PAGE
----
Liked by 1 person

    • Thank you, M.B.! A GREAT point that sexism is sadly often a major subtext of nepotism, as was the case in “American Pop” and other titles you mentioned. Also the case in “Dombey and Son” (as my post discussed), in George Eliot’s “The Mill on the Floss” (in which Maggie is much smarter than brother Tom), etc. I can totally understand gears being grinded over women’s abilities wasted so much in patriarchal societies (i.e., virtually every society).

      Liked by 1 person

  8. Yes, nepotism *does* work out for the characters in “One for the Money”! This isn’t a novel, and I haven’t actually read it, but my dad recently read an in-depth biography of Nicholas II, Kaiser Wilhelm, and King George (can’t remember what numbers Wilhelm and George were), the respective monarchs of Russia, Germany, and Britain in the lead-up to WWI, and all cousins. He found it fascinating and came away with the conviction that monarchy was a crazy system for choosing rulers, since so many hereditary monarchs turn out to be completely unsuited for rule, if not outright insane. Nicholas was a nice man but a terrible ruler, but he believed that his every action was mandated by God.

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    • Thank you, Elena! Nice that there’s good nepotism once in a while. 🙂 And Stephanie Plum, to her credit, certainly has a rather jaundiced view of her cousin Vinnie despite the one favor he reluctantly did for her.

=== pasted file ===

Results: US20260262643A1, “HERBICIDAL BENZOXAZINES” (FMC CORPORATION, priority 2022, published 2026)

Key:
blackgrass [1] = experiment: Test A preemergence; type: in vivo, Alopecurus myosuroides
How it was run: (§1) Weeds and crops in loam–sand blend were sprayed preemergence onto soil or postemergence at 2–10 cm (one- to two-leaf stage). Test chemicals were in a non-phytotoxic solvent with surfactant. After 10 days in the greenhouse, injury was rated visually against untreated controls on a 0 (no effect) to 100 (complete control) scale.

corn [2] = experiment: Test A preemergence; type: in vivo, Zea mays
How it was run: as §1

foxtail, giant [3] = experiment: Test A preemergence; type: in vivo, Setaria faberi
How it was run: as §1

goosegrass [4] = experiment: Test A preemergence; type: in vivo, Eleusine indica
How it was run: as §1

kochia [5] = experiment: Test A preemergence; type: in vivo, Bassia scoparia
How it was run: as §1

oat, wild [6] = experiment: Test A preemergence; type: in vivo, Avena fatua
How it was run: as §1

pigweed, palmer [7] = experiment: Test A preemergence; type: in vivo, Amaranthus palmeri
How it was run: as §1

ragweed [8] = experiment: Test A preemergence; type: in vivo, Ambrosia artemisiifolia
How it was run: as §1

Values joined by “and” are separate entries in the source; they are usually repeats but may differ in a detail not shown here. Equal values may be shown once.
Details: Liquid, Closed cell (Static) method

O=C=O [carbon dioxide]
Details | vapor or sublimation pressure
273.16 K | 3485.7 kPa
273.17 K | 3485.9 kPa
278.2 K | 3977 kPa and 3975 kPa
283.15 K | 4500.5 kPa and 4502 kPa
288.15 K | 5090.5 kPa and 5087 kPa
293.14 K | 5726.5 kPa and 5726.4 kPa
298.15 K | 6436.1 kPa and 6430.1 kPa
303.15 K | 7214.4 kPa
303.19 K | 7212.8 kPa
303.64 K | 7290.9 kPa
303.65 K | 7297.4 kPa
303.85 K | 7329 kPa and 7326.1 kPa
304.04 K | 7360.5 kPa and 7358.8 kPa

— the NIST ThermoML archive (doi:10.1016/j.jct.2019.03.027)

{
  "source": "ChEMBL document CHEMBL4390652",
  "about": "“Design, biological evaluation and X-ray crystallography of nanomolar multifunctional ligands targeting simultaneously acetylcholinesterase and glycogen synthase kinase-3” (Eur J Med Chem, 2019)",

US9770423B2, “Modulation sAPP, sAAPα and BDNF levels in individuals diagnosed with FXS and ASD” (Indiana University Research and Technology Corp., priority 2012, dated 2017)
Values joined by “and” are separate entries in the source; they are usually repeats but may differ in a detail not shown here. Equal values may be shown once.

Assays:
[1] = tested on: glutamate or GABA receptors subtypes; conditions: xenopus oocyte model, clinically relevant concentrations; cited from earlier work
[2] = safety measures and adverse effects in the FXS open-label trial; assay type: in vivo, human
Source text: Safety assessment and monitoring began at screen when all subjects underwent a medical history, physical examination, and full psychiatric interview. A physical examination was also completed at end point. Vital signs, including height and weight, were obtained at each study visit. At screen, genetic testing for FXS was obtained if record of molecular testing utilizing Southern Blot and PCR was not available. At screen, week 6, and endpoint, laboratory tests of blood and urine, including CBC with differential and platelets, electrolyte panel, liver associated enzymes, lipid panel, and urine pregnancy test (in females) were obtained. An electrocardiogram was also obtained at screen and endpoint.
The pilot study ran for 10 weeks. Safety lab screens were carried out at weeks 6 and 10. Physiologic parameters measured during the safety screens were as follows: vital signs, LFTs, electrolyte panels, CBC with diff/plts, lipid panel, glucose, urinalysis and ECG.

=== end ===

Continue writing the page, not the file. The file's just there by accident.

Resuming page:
Yes, the succession scenarios of monarchs rarely end well. A sick system of ruling. At least some of today’s monarchies, such as the UK one, are largely ceremonial.

      Liked by 1 person

  9. I was feeling stumped again, Dave, so I’ll have to go with “The Godfather,” though I remember the movies more than the book. I had a friend in college who lived in my dorm that liked to act out the main characters in books she read. The first I remember was “In This House of Brede,” for which she walked around with hands in a prayerful manner, blessing everyone. After that it was “The Godfather,” which had her telling people she’d have contracts put out on them.

    Liked by 3 people

    • Thank you, Kat Lit! That college friend of yours sounds rather interesting and quirky. 🙂

      “The Godfather” is an excellent example of a novel with nepotism. I read it many years ago, after seeing the iconic movie, and found it pretty absorbing — and pretty disturbing, of course.

      Liked by 2 people